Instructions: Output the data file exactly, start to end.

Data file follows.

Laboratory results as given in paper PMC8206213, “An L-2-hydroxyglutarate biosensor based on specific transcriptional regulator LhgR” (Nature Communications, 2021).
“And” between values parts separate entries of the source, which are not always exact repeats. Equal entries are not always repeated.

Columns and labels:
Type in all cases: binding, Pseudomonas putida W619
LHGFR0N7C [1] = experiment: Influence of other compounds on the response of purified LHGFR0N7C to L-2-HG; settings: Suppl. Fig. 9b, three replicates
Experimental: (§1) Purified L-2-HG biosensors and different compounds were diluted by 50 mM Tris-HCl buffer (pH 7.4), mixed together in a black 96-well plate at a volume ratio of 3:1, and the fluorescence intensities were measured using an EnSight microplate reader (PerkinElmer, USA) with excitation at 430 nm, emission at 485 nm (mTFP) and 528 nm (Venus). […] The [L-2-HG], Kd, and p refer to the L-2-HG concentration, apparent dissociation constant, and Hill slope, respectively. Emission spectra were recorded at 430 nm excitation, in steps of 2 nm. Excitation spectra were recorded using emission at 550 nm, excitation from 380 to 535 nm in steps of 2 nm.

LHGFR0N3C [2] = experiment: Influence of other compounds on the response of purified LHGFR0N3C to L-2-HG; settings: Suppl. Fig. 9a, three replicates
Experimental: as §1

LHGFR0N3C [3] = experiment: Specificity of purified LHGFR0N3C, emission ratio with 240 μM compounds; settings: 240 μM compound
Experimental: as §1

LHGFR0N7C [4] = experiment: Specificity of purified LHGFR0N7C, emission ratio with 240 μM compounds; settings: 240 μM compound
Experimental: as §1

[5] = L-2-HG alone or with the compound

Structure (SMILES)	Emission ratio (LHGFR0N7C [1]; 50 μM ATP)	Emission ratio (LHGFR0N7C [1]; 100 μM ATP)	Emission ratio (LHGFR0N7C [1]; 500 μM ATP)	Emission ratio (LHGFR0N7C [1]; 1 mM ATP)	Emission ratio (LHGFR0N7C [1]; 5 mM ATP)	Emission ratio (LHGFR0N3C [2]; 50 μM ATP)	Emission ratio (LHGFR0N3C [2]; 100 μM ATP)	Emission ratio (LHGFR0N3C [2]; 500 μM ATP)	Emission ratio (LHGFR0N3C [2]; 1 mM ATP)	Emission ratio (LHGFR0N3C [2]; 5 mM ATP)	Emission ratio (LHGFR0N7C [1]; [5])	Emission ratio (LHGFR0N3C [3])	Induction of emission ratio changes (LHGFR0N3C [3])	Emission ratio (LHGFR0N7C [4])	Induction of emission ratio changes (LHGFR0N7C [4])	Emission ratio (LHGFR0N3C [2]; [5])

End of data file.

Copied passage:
Laboratory results as given in paper PMC8206213, “An L-2-hydroxyglutarate biosensor based on specific transcriptional regulator LhgR” (Nature Communications, 2021).
“And” between values parts separate entries of the source, which are not always exact repeats. Equal entries are not always repeated.

Columns and labels:
Type in all cases: binding, Pseudomonas putida W619
LHGFR0N7C [1] = experiment: Influence of other compounds on the response of purified LHGFR0N7C to L-2-HG; settings: Suppl. Fig. 9b, three replicates
Experimental: (§1) Purified L-2-HG biosensors and different compounds were diluted by 50 mM Tris-HCl buffer (pH 7.4), mixed together in a black 96-well plate at a volume ratio of 3:1, and the fluorescence intensities were measured using an EnSight microplate reader (PerkinElmer, USA) with excitation at 430 nm, emission at 485 nm (mTFP) and 528 nm (Venus). […] The [L-2-HG], Kd, and p refer to the L-2-HG concentration, apparent dissociation constant, and Hill slope, respectively. Emission spectra were recorded at 430 nm excitation, in steps of 2 nm. Excitation spectra were recorded using emission at 550 nm, excitation from 380 to 535 nm in steps of 2 nm.

LHGFR0N3C [2] = experiment: Influence of other compounds on the response of purified LHGFR0N3C to L-2-HG; settings: Suppl. Fig. 9a, three replicates
Experimental: as §1

LHGFR0N3C [3] = experiment: Specificity of purified LHGFR0N3C, emission ratio with 240 μM compounds; settings: 240 μM compound
Experimental: as §1

LHGFR0N7C [4] = experiment: Specificity of purified LHGFR0N7C, emission ratio with 240 μM compounds; settings: 240 μM compound
Experimental: as §1

[5] = L-2-HG alone or with the compound

Structure (SMILES)	Emission ratio (LHGFR0N7C [1]; 50 μM ATP)	Emission ratio (LHGFR0N7C [1]; 100 μM ATP)	Emission ratio (LHGFR0N7C [1]; 500 μM ATP)	Emission ratio (LHGFR0N7C [1]; 1 mM ATP)	Emission ratio (LHGFR0N7C [1]; 5 mM ATP)	Emission ratio (LHGFR0N3C [2]; 50 μM ATP)	Emission ratio (LHGFR0N3C [2]; 100 μM ATP)	Emission ratio (LHGFR0N3C [2]; 500 μM ATP)	Emission ratio (LHGFR0N3C [2]; 1 mM ATP)	Emission ratio (LHGFR0N3C [2]; 5 mM ATP)	Emission ratio (LHGFR0N7C [1]; [5])	Emission ratio (LHGFR0N3C [3])	Induction of emission ratio changes (LHGFR0N3C [3])	Emission ratio (LHGFR0N7C [4])	Induction of emission ratio changes (LHGFR0N7C [4])	Emission ratio (LHGFR0N3C [2]; [5])